Congressional Race

The issue of climate change

As a young voter and environmentalist, I really appreciate Civil Beat bringing up the important issue of climate change. U.S. Rep. Tulsi Gabbard was very thorough in her response (“Candidate Q&A,” July 9) and is taking the lead on an aggressive new energy policy to get our country completely off of fossil fuels in the next 15-20 years.

I was disappointed that Tulsi’s opponent only wrote two sentences on climate change and didn’t demonstrate that she has any ideas on how the U.S. can “control carbon emissions and slow climate change.” Isn’t her background and specialty supposed to be in green energy? Her response is weak and lacks the understanding of how urgent and important the climate crisis is and what she would do about it.

— Amanda Valenzona, Pahoa
Ending war

A vote for Sherry Campagna is a vote for endless regime change wars as America tries to recreate the world in our own image. Campagna states:

Inaction should not be an option for the United States as the country with the strongest military in the world. It is my opinion that without heeding this moral charge, we are doomed to repeat mistakes made during the times of Hitler, Stalin, and Pol Pot when faced with dictators such as Assad, Modi, and El Sisi.”

So Campagna would engage in regime change wars in India, Egypt, and Syria. And she’d have to target Iran and Saudi Arabia (she must know these countries jail and execute people for being gay). And of course North Korea and Russia (since she considers Russia a dictatorship).

Campagna’s penchant for regime change wars would mean endless death, destruction and chaos — as evidenced by our wars to overthrow Saddam Hussein, Gaddafi and Assad. But Campagna fails to mention the monetary cost — trillions of dollars spent destroying the world instead of rebuilding America–our infrastructure, healthcare system, education, etc.

Too bad Civil Beat, Star-Advertiser and Tulsi haters are trying to help Campagna get into Congress. It would be a disaster.

— Danielle Martinez, Hilo

Honolulu Rail Project

Puerto Rico a bad comparison

It is unfortunate that Marcel Honore got to Puerto Rico, talked to some rail passengers and then penned a story “What Honolulu Rail Planners Can Learn From Puerto Rico” (July 9). What lessons exactly?

The whole story is based on an anti-rail example. And the resulting “lessons” which are a longer line, more stops, bigger areas served, tourism hot spots, the airport, are part of the HART building project. A simple declarative sentence, “These are already part of the rail plan,” would suffice.

There is also the question of integrating bus and rail. Was this done in Puerto Rico? Wouldn’t this be easy to find out? Honolulu will reconfigure bus routes to feed into rail, hence the 40 percent ridership coming from the bus. The customer base for rail is current bus ridership.

Rail used something called the “Standard Public Transportation Model,” whose central premise is that population served by rail is 600,000 or above. Did Puerto Rico, or any of these other rail lines use it?

Which raises another question, how many people commute by car? Statistics from Puerto Rico indicate 40 percent of the workforce earn just the federal minimum wage.

Finally shouldn’t a reporter provide some context? “Ridership has been dismal since the train started in 2005.” Puerto Rico has been in an economic and budget crisis through most of that period, with massive cuts to pretty much every public service. Followed by a devastating hurricane, that collapsed the electric grid. It is actually newsworthy that rail is running at all. Might not a little query about the hurricane have been in order?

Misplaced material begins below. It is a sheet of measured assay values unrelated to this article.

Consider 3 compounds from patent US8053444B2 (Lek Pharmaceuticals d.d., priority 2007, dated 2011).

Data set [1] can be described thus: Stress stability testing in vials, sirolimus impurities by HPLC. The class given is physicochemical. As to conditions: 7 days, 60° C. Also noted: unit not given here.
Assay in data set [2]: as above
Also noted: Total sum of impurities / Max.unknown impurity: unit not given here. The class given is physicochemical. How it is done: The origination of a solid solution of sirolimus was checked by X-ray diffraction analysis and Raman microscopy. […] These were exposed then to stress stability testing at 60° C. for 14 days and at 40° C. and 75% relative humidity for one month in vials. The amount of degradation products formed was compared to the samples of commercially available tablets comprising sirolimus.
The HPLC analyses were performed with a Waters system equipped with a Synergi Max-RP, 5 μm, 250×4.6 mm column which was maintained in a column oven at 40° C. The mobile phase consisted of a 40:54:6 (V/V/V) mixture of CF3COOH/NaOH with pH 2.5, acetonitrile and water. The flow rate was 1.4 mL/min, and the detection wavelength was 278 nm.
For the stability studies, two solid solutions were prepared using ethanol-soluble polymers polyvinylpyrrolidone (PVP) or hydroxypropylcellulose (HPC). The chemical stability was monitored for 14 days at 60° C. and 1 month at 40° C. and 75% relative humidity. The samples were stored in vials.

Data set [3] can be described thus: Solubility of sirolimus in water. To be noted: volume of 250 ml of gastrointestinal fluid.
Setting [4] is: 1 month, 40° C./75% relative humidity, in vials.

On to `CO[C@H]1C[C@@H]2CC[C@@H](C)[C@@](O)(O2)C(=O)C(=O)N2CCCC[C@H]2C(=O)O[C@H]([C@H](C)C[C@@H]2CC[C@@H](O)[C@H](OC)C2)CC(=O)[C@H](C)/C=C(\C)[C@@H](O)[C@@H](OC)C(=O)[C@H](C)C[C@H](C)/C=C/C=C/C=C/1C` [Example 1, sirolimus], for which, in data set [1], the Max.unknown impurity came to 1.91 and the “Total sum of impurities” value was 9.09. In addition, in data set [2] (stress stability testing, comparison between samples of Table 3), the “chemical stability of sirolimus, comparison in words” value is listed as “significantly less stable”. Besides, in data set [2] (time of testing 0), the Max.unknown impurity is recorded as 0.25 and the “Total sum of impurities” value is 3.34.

Indeed, given the parallels between Puerto Rico and Hawaii, wouldn’t some further on the scene coverage have been appropriate. Like did he stay in a hotel, with full services, and employment? How about the riders, any hurricane stories there?

— Lawrence W. Boyd, Honolulu


War games are not aloha

RIMPAC 2018 carries the theme, “capable, adaptive, partners.” As explained, the navies from 25 countries will practice sharing chain of command while carrying out navy maneuvers. A Brazilian ship’s captain gives orders to a Japanese captain who will instruct a German captain and so on. The image is harmonious cooperation but would a ship’s captain, in a this-is-not-a-drill moment when safety of ship and crew are at stake, take orders from a foreign entity? What other motive is behind the U.S. Navy’s complicated, environmentally destructive, and costly exercise?

As with prior RIMPACs, this is again a weapons bazaar where weapons manufacturers demonstrate the lethality of their products to boost international sales. Out of the $700 billion plus Pentagon budget, $300 billion goes to war for profit corporations.

This and all prior RIMPACs are public relations extravaganzas purposed to normalize militarism and soften the image of war. Sixty percent of the federal government public relations budget goes to the military to sell fake patriotism to the American public. Militarism doesn’t defend the country. It conceals the military’s purpose to defend corporate interests globally.

This year’s RIMPAC command-sharing experiment characterizes the Pentagon’s “anti-access, anti-denial” policy aimed at isolating and encircling China. Hawaii, of all places, should not be host to a Might Makes Right diplomatic offensive. Rather, as the cultural and geographic piku of the Pacific ocean, Hawaii should be the place where all Pacific neighbor countries gather to aloha one another and mend their differences.

— Kip Goodwin, Wailua, Kauai

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